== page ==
Capturing a New Type of Supernova

You may have recently heard in science news about a new kind of supernova explosion which had been theorized to exist, but had never been seen before—until now. A team of researchers has published a paper in Nature Astronomy about SN 2018zd, which may fall into this unique flavor of supernovae known as “electron-capture,” where the electrons of oxygen, neon, and magnesium atoms are crushed into the nuclei of these atoms by extreme gravity in the core of the star, triggering the collapse of the star. In such a scenario, the star can no longer counteract the force of gravity and collapses in on itself, creating a shockwave that tears the star apart in a cataclysmic explosion.

This electron-capture mechanism is fundamentally different from the well-known iron core-collapse supernova in which a star has used up all of its nuclear fuel, fusing new elements to the iron which builds in the core until gravity causes the star to collapse on itself. This result is exciting in that: it confirms an existing theory with observational data; it may provide insight into the origins of the supernova that created the Crab Nebula in 1054 AD; and it sheds new light on the life-cycle of stars. To help the science team publicize this result, I pulled together data from disparate sources to help tell the story of SN 2018zd in imagery. 

Incomplete Coverage

SN 2018zd’s host galaxy, NGC 2146, has only been partially observed by Hubble in the past. Adding to the challenge, Hubble did not observe SN 2018zd directly until about a year after the supernova explosion. In that time, the light from the explosion had dimmed significantly, and although it is clearly visible in the Hubble image, it does not exactly convey the idea of a stellar explosion so bright that it outshines an entire host galaxy. Clearly, I was going to have think outside the box to tell this story through imagery.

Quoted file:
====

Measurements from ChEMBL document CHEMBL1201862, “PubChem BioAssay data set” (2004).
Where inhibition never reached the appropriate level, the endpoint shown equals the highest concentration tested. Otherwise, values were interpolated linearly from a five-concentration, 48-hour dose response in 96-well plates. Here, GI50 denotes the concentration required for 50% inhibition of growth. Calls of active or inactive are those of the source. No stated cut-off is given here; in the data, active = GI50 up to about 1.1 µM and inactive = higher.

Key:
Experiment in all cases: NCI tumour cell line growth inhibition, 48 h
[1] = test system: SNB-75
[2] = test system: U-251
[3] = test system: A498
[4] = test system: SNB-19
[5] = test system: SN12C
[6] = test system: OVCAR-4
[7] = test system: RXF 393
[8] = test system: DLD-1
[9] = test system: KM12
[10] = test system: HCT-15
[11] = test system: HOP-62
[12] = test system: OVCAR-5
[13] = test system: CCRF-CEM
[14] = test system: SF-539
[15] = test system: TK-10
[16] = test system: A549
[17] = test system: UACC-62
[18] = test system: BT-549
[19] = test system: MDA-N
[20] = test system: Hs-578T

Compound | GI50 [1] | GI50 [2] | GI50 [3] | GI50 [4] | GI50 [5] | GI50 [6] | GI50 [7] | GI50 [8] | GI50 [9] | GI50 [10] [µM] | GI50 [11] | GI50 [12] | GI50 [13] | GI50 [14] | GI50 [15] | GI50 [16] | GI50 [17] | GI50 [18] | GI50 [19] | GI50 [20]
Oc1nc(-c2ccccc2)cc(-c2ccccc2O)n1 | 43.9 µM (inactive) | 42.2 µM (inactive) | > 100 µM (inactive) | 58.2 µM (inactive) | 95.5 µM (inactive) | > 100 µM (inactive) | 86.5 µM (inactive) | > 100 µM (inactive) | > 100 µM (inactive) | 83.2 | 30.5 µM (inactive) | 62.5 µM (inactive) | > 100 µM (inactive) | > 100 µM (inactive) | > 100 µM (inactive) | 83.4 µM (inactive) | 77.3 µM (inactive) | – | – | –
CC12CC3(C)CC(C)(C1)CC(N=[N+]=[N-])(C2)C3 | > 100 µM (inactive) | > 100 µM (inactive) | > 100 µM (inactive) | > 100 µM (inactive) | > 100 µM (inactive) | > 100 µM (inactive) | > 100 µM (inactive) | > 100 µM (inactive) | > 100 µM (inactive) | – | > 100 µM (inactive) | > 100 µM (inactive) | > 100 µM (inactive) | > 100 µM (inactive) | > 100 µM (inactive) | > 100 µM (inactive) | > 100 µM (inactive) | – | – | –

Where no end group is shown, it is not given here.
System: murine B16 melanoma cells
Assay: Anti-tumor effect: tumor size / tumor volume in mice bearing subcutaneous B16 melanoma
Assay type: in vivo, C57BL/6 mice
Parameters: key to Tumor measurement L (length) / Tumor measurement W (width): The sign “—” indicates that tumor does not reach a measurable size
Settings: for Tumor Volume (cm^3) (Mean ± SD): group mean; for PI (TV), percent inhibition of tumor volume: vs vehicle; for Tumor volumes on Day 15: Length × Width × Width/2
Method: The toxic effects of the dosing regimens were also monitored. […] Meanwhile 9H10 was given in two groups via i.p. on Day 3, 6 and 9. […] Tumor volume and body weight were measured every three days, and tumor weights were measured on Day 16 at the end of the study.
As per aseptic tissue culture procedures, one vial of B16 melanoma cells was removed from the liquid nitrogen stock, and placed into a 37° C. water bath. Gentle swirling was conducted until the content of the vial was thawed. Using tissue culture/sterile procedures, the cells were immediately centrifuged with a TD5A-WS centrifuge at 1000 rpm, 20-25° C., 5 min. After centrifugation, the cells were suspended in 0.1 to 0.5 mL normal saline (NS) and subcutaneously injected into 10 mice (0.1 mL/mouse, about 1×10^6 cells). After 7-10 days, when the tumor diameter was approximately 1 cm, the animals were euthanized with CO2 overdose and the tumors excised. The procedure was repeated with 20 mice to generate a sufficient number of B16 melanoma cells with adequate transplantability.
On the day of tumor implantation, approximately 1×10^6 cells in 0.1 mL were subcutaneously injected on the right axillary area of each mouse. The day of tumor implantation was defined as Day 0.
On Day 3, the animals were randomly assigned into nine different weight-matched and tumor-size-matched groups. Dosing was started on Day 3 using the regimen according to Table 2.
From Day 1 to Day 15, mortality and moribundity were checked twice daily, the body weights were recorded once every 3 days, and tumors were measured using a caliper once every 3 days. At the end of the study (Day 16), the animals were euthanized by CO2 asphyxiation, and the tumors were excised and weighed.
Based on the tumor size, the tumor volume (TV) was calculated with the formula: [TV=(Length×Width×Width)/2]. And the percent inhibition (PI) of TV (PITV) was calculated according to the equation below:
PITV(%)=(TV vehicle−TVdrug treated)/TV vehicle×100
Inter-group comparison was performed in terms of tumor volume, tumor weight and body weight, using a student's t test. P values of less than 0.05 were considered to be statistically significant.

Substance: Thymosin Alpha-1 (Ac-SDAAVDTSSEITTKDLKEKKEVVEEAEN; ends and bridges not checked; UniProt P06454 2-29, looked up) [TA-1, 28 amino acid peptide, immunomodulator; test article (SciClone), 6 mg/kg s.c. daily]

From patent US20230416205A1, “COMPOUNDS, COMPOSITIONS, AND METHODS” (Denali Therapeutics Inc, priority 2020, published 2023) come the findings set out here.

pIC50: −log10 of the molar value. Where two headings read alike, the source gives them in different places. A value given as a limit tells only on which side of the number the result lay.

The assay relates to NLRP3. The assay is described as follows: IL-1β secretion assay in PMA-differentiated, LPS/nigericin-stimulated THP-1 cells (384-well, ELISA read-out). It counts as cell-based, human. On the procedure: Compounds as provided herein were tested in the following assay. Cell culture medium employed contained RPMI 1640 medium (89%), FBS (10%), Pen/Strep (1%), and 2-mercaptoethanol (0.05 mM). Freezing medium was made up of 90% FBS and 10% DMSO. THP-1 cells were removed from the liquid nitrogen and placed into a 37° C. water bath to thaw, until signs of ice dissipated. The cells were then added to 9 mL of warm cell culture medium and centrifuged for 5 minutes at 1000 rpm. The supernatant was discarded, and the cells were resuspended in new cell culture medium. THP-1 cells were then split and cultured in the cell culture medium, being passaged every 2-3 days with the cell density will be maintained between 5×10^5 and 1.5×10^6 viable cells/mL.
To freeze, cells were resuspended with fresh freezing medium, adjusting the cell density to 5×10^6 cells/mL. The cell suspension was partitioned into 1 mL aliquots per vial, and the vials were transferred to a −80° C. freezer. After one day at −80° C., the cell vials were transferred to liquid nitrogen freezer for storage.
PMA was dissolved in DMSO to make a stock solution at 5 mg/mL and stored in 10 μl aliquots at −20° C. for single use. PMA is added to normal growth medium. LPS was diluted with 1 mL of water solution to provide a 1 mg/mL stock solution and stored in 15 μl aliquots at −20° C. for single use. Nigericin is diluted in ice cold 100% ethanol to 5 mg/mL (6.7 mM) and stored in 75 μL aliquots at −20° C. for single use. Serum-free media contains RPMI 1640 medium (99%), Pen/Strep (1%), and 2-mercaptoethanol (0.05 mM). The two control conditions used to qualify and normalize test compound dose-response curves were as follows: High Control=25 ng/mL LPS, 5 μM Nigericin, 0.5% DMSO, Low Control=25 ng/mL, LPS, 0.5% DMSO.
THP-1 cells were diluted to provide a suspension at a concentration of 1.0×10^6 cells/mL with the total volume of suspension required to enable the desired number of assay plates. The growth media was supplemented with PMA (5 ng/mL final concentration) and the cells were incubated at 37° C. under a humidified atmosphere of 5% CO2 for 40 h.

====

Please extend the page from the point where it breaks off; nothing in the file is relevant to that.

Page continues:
Left: NGC 2146 from the Digitized Sky Survey. Right: The same image with the existing Hubble fields of view overlaid, demonstrating the incomplete coverage of this galaxy with Hubble. The smaller red square corresponds to Hubble observations taken after SN 2018zd was discovered.

In addition to the available Hubble data, the science team also has high-quality ground-based optical data from the Las Cumbres Observatory which was taken at nearly the peak of SN 2018zd’s brightness. The supernova is clearly visible as one of the brightest objects in the image. However, the ground-based data suffers from the distortion of Earth’s atmosphere blurring the data. This effectively reduces the resolution of the image, making it difficult to seamlessly blend Hubble and ground-based data together in a cohesive, clean image. 

Las Cumbres Observatory color image of NGC 2146 and SN 2018zd at its peak brightness.

Seeing the Light